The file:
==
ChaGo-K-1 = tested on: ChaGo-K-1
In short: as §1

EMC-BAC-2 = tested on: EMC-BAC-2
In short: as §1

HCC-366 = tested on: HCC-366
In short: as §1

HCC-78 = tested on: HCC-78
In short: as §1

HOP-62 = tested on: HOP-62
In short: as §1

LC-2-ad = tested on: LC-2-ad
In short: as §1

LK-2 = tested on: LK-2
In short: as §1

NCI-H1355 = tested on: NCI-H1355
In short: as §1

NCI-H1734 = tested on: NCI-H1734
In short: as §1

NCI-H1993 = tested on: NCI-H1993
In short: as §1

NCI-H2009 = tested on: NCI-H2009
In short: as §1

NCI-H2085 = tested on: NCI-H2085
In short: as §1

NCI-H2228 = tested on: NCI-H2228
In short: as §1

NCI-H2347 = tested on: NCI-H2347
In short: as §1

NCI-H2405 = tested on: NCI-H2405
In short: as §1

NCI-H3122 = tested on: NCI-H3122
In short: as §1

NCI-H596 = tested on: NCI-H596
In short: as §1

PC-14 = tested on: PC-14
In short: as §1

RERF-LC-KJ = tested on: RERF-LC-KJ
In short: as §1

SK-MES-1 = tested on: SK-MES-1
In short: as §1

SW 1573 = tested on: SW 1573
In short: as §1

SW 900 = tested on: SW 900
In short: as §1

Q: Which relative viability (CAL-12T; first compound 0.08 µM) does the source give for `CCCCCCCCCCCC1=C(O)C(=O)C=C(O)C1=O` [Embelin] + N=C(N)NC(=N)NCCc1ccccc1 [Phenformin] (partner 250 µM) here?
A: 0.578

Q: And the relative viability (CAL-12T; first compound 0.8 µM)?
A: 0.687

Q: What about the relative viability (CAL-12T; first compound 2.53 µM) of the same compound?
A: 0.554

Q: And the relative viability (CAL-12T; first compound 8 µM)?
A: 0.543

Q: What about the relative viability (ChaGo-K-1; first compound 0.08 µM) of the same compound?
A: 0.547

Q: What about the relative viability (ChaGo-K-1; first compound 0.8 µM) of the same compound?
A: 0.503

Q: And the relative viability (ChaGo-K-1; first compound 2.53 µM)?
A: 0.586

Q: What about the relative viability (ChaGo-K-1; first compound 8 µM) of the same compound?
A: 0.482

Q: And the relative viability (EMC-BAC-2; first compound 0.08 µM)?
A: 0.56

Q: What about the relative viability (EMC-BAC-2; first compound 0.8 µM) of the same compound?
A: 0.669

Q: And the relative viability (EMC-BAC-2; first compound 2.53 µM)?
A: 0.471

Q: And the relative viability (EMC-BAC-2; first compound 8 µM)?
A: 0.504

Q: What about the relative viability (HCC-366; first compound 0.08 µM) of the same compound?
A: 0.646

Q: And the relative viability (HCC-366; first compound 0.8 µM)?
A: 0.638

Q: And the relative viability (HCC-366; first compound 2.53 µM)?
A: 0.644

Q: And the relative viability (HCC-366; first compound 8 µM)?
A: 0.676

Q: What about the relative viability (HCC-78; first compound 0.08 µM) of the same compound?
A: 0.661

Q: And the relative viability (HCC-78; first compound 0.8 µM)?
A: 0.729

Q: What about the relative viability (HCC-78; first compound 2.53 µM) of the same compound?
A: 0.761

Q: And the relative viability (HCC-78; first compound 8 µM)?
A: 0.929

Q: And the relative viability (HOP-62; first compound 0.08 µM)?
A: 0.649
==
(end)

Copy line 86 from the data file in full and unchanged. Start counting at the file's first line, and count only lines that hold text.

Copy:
A: 0.649